The 10 percent of American households that have already filed their tax returns are so far seeing smaller than average refunds, NBC News reported.
In October 2017, while pushing for an overhaul of the U.S. tax code, President Donald Trump’s spokeswoman, Sarah Huckabee Sanders said on Twitter that the average American family “would get a $4,000 raise under the President’s tax cut plan,” which increased the standard deduction, lowered rates, and capped some deductions.
“How could any member of Congress be against it?” she added.
But according to early Internal Revenue Service data released Friday, the average tax refund is down 8.4 percent in the first filing week, dipping from $2,035 to $1,865 when compared to the same period last year.
“We have said people will be surprised, but how that comes out in the aggregate is to be seen,” Kathy Pickering, executive director of H&R Block’s Tax Institute told USA Today. “Don’t put too much into these initial numbers from the IRS, because the volume is down and it may be hard to parse out the tax reform impact from the shutdown impact.”
Tax professionals say it all boils down to people not adjusting their paycheck withholdings after changes were made to the tax code.
A withholding allowance is basically an exemption from paying a certain amount of income tax. The more allowances you claim on your W-4 tax form, the less income tax will be withheld from each paycheck.
But if your check from Uncle Sam was smaller than expected, that does not necessarily mean you are paying more in taxes. About two-thirds of households will see tax cuts for 2018 while about 6 percent will see a tax increase averaging $2,760, according to the Tax Policy Center.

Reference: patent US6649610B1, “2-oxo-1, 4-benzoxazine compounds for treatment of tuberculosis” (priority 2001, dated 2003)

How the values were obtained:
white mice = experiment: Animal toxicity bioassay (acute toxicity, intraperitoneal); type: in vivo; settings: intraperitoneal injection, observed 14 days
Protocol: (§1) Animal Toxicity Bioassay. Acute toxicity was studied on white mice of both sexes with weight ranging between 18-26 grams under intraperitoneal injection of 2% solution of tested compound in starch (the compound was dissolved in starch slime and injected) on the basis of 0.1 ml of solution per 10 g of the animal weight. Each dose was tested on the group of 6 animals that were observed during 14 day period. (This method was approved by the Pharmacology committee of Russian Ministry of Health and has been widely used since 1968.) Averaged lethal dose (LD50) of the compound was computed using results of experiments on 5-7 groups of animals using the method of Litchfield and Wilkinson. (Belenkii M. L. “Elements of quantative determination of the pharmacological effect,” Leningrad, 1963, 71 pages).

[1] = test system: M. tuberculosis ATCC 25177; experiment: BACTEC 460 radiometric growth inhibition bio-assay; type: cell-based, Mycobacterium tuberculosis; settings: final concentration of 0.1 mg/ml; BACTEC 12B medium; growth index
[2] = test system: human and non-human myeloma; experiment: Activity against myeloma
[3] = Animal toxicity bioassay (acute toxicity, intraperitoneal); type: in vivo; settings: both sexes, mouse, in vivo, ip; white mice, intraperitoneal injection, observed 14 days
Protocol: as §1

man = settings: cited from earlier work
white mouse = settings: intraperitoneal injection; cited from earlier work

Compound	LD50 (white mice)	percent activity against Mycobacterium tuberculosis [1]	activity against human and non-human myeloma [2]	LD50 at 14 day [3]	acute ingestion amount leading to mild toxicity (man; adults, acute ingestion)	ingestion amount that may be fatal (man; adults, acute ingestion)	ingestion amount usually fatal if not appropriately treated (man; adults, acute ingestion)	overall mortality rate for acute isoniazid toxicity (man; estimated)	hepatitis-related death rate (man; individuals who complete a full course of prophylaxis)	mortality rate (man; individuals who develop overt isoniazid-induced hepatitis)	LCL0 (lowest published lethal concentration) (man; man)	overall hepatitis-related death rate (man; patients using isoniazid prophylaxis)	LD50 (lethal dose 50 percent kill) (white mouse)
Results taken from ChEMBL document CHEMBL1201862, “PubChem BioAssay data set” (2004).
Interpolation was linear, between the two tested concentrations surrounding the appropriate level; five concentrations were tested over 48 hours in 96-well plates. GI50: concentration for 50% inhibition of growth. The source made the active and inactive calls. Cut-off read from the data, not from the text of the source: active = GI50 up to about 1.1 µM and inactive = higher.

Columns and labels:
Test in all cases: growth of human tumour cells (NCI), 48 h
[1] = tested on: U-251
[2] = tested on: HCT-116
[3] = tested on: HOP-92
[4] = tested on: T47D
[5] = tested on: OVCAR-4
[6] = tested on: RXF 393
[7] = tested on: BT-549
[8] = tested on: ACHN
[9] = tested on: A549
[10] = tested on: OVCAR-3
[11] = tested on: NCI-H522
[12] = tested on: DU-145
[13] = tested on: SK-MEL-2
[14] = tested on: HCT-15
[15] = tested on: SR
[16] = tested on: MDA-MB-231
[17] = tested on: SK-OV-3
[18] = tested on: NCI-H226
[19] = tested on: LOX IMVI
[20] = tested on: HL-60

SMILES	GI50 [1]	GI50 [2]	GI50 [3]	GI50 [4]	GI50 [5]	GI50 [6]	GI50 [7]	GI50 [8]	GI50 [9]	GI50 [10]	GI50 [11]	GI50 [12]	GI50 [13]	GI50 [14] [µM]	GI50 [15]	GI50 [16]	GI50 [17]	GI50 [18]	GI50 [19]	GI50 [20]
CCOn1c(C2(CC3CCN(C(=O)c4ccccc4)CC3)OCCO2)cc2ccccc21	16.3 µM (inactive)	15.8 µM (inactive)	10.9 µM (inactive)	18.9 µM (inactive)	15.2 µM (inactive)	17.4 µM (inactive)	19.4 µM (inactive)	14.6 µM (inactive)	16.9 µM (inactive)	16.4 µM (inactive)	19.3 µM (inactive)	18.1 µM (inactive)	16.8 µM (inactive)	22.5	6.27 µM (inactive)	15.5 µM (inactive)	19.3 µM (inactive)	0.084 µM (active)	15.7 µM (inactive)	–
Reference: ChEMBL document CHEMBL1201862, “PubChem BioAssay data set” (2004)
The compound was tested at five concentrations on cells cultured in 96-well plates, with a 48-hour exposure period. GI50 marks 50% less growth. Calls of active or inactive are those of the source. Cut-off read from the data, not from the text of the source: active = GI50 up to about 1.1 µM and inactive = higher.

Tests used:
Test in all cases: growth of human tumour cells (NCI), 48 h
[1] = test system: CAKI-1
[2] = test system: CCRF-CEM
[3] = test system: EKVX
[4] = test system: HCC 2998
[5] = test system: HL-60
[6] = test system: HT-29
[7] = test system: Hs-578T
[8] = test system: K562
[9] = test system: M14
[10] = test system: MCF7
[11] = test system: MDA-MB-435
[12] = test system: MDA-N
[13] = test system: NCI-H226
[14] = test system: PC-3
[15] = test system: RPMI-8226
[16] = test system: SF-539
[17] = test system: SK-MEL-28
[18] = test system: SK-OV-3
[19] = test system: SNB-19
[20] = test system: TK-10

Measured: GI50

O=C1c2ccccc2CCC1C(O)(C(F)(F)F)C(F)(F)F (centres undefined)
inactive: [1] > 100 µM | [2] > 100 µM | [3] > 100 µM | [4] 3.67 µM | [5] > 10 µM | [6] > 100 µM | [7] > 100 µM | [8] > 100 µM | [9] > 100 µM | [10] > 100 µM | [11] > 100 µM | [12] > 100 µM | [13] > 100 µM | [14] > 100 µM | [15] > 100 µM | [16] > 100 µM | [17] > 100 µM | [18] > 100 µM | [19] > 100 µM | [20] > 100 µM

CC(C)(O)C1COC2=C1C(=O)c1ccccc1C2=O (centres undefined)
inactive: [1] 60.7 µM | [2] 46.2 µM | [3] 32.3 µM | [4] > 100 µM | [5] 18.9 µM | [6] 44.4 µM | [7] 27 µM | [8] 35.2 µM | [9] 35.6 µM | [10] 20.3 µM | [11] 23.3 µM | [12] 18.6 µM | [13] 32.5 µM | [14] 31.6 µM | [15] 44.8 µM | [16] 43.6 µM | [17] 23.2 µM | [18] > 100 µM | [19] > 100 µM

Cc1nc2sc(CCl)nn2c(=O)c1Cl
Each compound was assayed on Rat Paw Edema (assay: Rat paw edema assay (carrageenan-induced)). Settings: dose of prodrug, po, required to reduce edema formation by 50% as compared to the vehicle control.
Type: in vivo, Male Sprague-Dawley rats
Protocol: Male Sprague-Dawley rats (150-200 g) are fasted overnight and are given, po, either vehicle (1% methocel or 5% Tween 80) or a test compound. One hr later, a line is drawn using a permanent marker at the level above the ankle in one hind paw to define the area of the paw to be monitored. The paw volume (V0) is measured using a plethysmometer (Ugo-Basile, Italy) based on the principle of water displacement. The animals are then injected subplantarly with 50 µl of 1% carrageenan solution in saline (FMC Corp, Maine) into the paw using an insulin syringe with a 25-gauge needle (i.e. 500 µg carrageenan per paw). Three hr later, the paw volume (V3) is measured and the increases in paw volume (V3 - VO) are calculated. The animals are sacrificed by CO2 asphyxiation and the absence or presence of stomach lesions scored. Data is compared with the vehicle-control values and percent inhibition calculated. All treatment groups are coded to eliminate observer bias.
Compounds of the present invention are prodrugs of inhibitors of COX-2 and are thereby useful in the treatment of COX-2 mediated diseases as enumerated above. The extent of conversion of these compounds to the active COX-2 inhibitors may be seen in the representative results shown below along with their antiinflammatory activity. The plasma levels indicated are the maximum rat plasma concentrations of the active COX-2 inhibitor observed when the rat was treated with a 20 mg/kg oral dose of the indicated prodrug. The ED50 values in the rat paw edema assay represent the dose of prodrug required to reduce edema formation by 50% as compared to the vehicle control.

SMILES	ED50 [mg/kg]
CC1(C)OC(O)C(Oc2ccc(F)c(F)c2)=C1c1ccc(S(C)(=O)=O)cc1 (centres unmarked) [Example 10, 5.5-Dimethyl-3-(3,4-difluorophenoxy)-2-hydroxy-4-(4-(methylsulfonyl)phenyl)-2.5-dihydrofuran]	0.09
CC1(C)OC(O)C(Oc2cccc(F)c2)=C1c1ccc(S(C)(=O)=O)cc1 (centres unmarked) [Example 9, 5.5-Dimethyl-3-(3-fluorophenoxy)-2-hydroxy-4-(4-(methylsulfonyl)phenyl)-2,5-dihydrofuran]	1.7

“Americans are obsessed with their refunds. What really matters is whether your taxes went up or down, not whether your refund went down,” Howard Gleckman, senior fellow at the Urban Brookings Tax Policy Center told NBC News. “It’s really important that people don’t confuse their refund with the taxes they pay,” he said.
Gleckman did, however, acknowledge that many households rely on their annual tax refunds.
“The people who file early are the people who generally count on these refunds. They may have an expectation of higher refunds,” he said.
Jason Marques said his “jaw hit the floor” when he found out his refund would be under $500. He said he expected to get a refund of roughly $6,000, which he got last year, since his income did not change.
“I just started paying back my student loans. If I’d gotten the $6,000, I’d have paid off all my credit cards,” Marques told NBC News. “I could’ve really used that money to eliminate it all.”
Others have taken to social media to echo the sentiment.
“That campaign promise [$4,000 raise] was one of the only two reasons I voted for you [President Donald Trump],” wrote Twitter user Dee Nelson. “Rethinking that decision now.”